Notes on Inheritance

December 17, 2019

“This is the only kingdom.
kingdom of touching:
the touches of the disappearing, things.” — Aracelis Girmay

When I see wax, I think of submission.
I think of afterlife. I think of the sky
what it leaves behind. I used to think
myself a doe, then a hurricane. The muscle
inside the tongue. The prayer-sore. Again
& again, something foreign. Fugitive. So briefly
I was a girl. A young woman. A mule, mother, arm-
rest—the sky resting on a bridge overlooking
the river. That cold, cold water. I waded in,
three seconds to numb. & nothing. I can’t give in
to love. What will become of us
when it’s the child that is imagined?
Our gods: the fields under a haze
of mosquitoes. And lo, the stars’ white
fire. And lo, the splintered spines of spruce
trees. And lo, the disappearing hours.
I stretch my neck into the next life.
I breathe in the cherry blossoms & bomb-
scent of aftermath. I don’t care why
I didn’t want this. I lean into myself.
I take what is offered until I forget
I am what is offered. With the orchard
& the apple I didn’t name. There is
an hour that bears my grave already.
It’s late. I can’t help but wish I wasn’t
lonely. That I wasn’t made to disappear.

Chelsea Dingman

extraordinary pornographic

December 17, 2019

Fifty years ago, an extraordinary pornographic novel appeared in Paris. Published simultaneously in French and English, Story of O portrayed explicit scenes of bondage and violent penetration in spare, elegant prose, the purity of the writing making the novel seem reticent even as it dealt with demonic desire, with whips, masks and chains.

Pauline Reage, the author, was a pseudonym, and many people thought that the book could only have been written by a man. The writer’s true identity was not revealed until 10 years ago, when, in an interview with John de St Jorre, a British journalist and some-time foreign correspondent of The Observer, an impeccably dressed 86-year-old intellectual called Dominique Aury acknowledged that the fantasies of castles, masks and debauchery were hers…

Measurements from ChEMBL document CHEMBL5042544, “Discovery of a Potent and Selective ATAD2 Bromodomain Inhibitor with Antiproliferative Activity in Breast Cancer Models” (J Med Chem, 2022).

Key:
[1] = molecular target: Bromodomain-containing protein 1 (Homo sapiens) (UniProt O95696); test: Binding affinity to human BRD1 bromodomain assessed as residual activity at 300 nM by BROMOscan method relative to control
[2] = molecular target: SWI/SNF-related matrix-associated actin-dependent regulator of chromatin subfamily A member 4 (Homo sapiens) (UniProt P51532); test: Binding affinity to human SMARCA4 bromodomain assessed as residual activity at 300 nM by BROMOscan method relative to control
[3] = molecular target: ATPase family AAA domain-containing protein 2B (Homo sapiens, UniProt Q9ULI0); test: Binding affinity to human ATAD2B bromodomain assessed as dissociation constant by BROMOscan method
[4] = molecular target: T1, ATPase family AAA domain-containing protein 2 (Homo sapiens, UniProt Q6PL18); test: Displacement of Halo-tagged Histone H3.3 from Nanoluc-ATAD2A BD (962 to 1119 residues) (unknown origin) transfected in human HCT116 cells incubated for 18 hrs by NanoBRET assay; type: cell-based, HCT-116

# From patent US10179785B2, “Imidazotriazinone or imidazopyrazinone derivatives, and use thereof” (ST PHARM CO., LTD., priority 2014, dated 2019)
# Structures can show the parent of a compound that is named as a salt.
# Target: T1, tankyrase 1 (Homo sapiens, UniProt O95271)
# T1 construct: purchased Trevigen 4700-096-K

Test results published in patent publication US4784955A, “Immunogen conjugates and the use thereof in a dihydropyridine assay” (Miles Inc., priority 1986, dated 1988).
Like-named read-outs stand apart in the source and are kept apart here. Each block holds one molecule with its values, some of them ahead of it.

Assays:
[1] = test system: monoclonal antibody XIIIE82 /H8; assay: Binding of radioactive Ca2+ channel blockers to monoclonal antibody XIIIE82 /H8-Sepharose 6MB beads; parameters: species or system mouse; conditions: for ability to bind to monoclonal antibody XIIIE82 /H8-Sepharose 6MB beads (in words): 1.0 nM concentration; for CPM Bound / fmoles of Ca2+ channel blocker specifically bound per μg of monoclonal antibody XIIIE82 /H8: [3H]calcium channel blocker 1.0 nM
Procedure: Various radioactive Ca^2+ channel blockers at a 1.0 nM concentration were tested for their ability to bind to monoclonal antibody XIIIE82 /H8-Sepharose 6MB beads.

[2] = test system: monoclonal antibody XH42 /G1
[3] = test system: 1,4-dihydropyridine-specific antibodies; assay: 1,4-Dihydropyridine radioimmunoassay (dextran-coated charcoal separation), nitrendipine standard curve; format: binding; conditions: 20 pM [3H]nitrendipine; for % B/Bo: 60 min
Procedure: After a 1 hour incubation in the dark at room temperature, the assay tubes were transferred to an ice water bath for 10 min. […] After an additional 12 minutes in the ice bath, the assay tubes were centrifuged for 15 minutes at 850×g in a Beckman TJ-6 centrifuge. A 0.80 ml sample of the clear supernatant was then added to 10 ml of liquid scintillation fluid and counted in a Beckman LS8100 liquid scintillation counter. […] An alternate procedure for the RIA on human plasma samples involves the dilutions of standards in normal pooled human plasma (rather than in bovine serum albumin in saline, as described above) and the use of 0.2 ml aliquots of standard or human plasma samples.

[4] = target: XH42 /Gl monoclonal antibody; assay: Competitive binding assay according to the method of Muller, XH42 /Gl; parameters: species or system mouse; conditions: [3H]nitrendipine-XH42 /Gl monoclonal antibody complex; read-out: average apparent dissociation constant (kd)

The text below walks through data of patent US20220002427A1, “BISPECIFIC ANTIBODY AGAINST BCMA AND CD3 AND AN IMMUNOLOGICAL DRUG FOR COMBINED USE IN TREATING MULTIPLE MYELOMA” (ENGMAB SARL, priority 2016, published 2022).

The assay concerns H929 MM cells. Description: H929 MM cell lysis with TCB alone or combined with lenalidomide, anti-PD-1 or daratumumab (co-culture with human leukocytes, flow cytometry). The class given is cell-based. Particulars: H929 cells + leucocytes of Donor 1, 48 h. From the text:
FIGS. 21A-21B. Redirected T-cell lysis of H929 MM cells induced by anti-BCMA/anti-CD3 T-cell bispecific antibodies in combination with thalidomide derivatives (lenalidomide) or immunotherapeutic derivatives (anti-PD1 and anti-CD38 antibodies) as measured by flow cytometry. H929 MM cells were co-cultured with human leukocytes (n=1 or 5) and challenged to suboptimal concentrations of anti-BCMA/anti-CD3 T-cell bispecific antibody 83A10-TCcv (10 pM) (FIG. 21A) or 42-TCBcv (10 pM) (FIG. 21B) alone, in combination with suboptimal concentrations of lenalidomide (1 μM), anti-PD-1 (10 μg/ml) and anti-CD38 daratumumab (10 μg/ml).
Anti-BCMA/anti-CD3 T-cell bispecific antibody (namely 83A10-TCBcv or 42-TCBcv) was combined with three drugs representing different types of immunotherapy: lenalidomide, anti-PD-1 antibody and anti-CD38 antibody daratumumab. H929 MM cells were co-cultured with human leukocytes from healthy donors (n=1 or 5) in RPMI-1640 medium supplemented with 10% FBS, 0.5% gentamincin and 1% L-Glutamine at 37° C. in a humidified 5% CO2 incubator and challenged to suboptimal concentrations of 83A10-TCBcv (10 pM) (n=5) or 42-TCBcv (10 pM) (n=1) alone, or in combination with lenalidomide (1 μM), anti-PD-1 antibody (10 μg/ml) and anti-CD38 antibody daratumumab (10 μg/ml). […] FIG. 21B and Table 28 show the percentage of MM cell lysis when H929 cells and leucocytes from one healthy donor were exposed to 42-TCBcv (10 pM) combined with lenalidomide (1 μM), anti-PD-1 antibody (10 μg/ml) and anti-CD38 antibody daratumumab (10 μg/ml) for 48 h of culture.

Dominique Aury, lying on her side in bed with her pencil and her school exercise books, did not intend the work to be published. She wrote it as a dare, a challenge and an enterprise de seduction for her lover, Jean Paulhan. They’d met during the German occupation, when she distributed a subversive magazine, Lettres Françaises, which he edited. Probably, they were first introduced by her father, in the hope that she might solicit Paulhan’s aid in publishing the volume of 17th-century devotional poetry she had collected.  (She did, and it was.) Subsequently, they worked together at the literary magazine Nouvelle Revue Française and at Gallimard.

Geraldine Bedell
I wrote the story of O
The Observer 25th July 2004

The first time someone else touched me with the intent to pleasure, I fell in love. Not with that person, but with the act itself. Such intimacy and accord. Even with the awkwardness of first-time lovers there was a grace and purity, carnal and beautiful that I knew from that moment on I could never live without.

Fiona Zedde

In order to understand Crowley and his controversial work, we need to place them against the backdrop of British attitudes toward sexuality in the late nineteenth century. Indeed, one of the many reasons for the shocking, sordid and deliciously scandalous reputation that followed Crowley was his practice of sexual magic and his deliberate transgression of the sexual mores of the world in which he was raised.  Rejecting the effete morality of his Christian youth, Crowley deliberately set out to overturn what he saw as the oppressive, hypocritical attitudes of Victorian England, by identifying sex as the most central aspect of the human being and the most profound source of magical power (in fact, in his Book of Lies, he points out that the English word for the pronoun “I” is itself a phallic shape). The popular press, of course, took no end of delight in sensationalizing Crowley’s sexual promiscuity, which was described in vivid, exaggerated and often hilarious detail throughout the newspapers of the day. Thus he and his degenerate band of followers were described in the most scandalous terms as “a blasphemous sect whose proceedings lend themselves to immorality of the most revolting character,” whose main goal is “to fill their money-bags by encouraging others to gratify their depraved tastes.”

Hugh Urban
UNLEASHING THE BEAST: Aleister Crowley, Tantra and Sex Magic in Late Victorian England